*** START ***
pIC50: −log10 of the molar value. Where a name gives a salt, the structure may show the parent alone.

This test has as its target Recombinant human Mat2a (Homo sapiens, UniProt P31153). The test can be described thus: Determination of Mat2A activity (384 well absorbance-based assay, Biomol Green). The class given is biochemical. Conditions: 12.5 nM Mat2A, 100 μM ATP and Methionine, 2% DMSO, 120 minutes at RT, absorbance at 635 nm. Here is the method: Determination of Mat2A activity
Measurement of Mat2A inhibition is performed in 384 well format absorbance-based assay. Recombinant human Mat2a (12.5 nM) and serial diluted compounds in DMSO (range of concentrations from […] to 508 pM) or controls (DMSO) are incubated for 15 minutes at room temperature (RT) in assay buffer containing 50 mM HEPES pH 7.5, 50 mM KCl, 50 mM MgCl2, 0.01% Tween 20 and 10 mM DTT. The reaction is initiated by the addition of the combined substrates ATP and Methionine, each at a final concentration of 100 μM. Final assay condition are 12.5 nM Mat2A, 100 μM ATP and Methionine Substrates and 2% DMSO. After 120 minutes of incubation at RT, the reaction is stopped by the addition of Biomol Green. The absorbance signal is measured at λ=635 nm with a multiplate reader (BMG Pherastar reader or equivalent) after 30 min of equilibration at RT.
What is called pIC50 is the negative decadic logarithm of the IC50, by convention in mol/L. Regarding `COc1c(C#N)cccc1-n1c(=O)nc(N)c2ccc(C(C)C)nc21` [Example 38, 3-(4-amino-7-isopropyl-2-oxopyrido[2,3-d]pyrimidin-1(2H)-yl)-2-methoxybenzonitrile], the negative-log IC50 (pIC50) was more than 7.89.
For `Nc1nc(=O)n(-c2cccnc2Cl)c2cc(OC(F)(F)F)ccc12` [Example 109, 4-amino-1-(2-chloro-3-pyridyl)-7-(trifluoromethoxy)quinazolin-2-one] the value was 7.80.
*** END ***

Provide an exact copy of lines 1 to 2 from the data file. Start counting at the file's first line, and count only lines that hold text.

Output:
pIC50: −log10 of the molar value. Where a name gives a salt, the structure may show the parent alone.

This test has as its target Recombinant human Mat2a (Homo sapiens, UniProt P31153). The test can be described thus: Determination of Mat2A activity (384 well absorbance-based assay, Biomol Green). The class given is biochemical. Conditions: 12.5 nM Mat2A, 100 μM ATP and Methionine, 2% DMSO, 120 minutes at RT, absorbance at 635 nm. Here is the method: Determination of Mat2A activity